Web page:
Whitney’s Fund Said to Drop 11% as Office Put on Market (Bloomberg)
Meredith Whitney, who started a hedge fund after becoming one of Wall Street’s most famous analysts, has found it harder to bet on stocks than scrutinize them. Her fund is down 11 percent this year through last month, its main investor has demanded money back, top executives have left and her full-floor Madison Avenue office is now on the market. Her American Revival Fund LP fell in eight of the past 11 months and was up less than 1 percent in two others, returns reviewed by Bloomberg News show. The Standard & Poor’s 500 Index was up about 12 percent over that span. Soured investments include a loss of more than $2 million on Conn’s Inc. (CONN), an electronics retailer that dropped 56 percent in that period, according to a person with knowledge of her fund who asked for anonymity to describe its performance...her office, a 5,500-square-foot space in a Madison Avenue high-rise, is now available to be subleased, according to a listing. It advertises “excellent views on 3 sides; executive bathroom; furniture available.”
U.K. to Criminalize Manipulation of Financial Benchmarks (WSJ)
Manipulating financial benchmarks, including a key currencies benchmark, is set to become a criminal offense that could carry a prison sentence of up to seven years, Chancellor George Osborne said on Monday. Mr. Osborne confirmed that legislation originally introduced to regulate the Libor interest-rate benchmark will be extended to cover several other instruments, including the 4 p.m. London foreign-exchange benchmark rate and some key gold and silver fixes. The ICE Brent index and the Sterling Overnight Index Average, known as Sonia, is also included along with the ISADFix, which is used to price swaps transactions.
American Apparel confirms takeover offer, sets new 'poison pill' (Reuters)
Struggling American Apparel Inc, which fired controversial Chief Executive Dov Charney last week, said it was evaluating a proposed takeover and announced the appointment of a new head of the board, sending its shares up in early trade...American Apparel Inc announced on Sunday it had adopted a new, one-year "poison pill" takeover defense with a 10 percent trigger but said this was not meant to deter bidders. "The board implemented the rights plan as an additional means to ensure that all American Apparel stockholders are treated fairly," the company said.
German Coffee Roaster Gets Unexpected Shipment Of Cocaine (AP)
A Berlin coffee business found stimulants it didn't expect in a shipment of unroasted coffee from Brazil: 33 kilos (nearly 73 pounds) of cocaine. Police in the German capital said Thursday that employees at the coffee-roasting business found the bag full of the drug the previous day when they opened a newly arrived container of coffee, and contacted authorities. The delivery was shipped from Brazil to the German North Sea port of Bremerhaven on its way to Berlin. Police said in a statement they're investigating who was responsible and how the drugs ended up at the coffee business.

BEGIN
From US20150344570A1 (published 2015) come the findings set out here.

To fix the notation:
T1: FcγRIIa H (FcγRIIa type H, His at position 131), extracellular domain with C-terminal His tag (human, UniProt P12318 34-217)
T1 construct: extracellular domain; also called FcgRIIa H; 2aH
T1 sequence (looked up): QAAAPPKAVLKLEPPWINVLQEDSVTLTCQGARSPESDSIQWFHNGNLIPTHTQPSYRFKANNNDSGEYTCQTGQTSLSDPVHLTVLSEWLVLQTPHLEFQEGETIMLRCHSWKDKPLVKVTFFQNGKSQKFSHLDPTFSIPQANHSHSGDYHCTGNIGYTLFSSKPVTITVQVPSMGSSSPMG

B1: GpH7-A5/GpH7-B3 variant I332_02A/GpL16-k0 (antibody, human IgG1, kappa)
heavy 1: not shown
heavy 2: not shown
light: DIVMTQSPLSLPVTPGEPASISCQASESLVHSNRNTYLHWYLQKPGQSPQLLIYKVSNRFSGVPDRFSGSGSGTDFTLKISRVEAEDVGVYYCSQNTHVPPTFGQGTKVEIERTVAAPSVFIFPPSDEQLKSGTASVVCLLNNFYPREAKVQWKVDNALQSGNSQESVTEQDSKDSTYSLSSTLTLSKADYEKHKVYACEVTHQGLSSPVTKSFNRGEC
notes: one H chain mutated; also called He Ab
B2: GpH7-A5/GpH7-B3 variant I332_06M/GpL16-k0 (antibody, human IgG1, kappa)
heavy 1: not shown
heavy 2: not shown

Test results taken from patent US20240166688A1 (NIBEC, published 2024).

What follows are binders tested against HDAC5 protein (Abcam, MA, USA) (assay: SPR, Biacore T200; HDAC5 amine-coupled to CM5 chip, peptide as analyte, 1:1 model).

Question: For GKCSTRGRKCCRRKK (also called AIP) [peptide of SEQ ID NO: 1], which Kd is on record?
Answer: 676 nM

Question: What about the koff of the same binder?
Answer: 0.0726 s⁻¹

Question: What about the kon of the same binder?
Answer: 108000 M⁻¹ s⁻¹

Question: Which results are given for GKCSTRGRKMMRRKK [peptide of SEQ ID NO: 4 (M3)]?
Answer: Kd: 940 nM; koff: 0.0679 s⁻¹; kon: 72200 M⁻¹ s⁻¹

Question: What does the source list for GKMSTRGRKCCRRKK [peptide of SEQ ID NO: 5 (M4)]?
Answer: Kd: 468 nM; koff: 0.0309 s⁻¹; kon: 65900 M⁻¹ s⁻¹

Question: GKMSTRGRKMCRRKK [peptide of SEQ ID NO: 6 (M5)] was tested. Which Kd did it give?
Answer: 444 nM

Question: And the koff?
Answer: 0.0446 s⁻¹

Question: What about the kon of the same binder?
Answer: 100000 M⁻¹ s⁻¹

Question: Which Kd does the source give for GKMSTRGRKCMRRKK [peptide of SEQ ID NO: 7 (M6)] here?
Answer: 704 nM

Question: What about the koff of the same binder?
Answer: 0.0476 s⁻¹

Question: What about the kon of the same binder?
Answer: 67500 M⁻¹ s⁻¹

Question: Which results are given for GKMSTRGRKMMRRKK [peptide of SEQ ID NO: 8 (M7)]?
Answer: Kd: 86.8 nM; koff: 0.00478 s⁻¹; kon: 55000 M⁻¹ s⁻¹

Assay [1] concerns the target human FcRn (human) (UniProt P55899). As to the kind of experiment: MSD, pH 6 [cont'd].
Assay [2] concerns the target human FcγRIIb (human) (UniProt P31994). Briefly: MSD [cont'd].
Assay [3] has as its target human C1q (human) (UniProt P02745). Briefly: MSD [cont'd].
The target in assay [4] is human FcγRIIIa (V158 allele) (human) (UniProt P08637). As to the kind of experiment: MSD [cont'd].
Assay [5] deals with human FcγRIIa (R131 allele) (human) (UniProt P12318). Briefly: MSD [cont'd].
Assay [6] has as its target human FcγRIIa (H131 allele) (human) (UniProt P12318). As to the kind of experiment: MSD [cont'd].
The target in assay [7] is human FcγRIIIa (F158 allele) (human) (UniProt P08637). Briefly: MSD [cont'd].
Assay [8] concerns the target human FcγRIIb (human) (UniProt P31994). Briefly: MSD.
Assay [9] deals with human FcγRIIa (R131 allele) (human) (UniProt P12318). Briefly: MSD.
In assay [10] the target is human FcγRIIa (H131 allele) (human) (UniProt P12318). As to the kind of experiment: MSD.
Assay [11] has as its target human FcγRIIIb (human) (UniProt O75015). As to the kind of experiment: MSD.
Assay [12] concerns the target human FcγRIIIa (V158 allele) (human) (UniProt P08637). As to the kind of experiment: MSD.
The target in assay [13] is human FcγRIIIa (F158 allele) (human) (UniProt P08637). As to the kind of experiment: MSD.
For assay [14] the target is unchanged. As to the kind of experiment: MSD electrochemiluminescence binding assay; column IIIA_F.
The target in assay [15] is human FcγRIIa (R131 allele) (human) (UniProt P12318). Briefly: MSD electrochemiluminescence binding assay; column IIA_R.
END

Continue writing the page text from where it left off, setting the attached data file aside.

Rosneft’s Planned Deal for Morgan Stanley Oil Business Collapses (WSJ)
Morgan Stanley declared its deal to sell an oil-trading and storage business to Russia’s OAO Rosneft dead, leaving the Wall Street firm on the lookout for a new buyer of the division. Morgan Stanley and Rosneft, Russia’s largest oil company, said Monday the two sides had terminated their contract after they failed to win U.S. clearance on the deal amid tensions over Russia’s intervention in Ukraine.
Here Are Energy Stocks Goldman Sachs Recommends You Buy (Bloomberg)
Many of Goldman Sachs Group Inc.’s clients, not to mention the futures curve, believe that Brent crude will remain below $70 a barrel by the end of 2015, strategists led by David Kostin wrote in a note dated Dec. 19. Oil producers, of course, are counting on a rebound and, as Kostin points out, a Bloomberg survey of professional forecasters is calling for a healthy rise by the end of next year.
With Oil Falling, Howard Marks Says Oaktree May Shed Some Caution (Dealbook)
Mr. Marks, whose investment notes are widely read on Wall Street, said in the latest letter that “high levels of confidence, complacency and composure on the part of investors have in good measure given way to disarray and doubt, making many markets much more to our liking.” Oil prices have lost about half their value since June, when prices peaked, putting pressure on the energy sector and sending tremors through emerging markets. The sharp move has also had a psychological effect, Mr. Marks said. “We knew great buying opportunities wouldn’t arrive until a negative ‘igniter’ caused the tide to go out, exposing the debt’s weakness,” he said in the note. “The current oil crisis is an example of something with the potential to grow into that role,” he said. “We’ll see how far it goes.” He suggested Oaktree could be on the verge of ramping up its investment activity. “For the last 3.5 years, Oaktree’s mantra has been ‘move forward, but with caution,’” Mr. Marks said. “For the first time in that span, with the arrival of some disarray and heightened risk aversion, events tell us it’s appropriate to drop some of our caution and substitute a degree of aggressiveness.”
Teacher Fired For Taking Kids On Ride In Car Trunk (HP)
Heather Cagle, who taught at Wells Middle School in Catoosa, allegedly packed 11 of her students into her Honda Accord last October for a trip to Walmart for snacks, according to Fox 23. Seven of the kids piled into the backseat, two rode in front, and two 12-year-old girls were locked in the trunk. She did not have parental or school permission for the snack quest. “It was a terrible mistake,” she told the school board Wednesday. “I didn't want to hurt anyone. I just wanted to do something nice."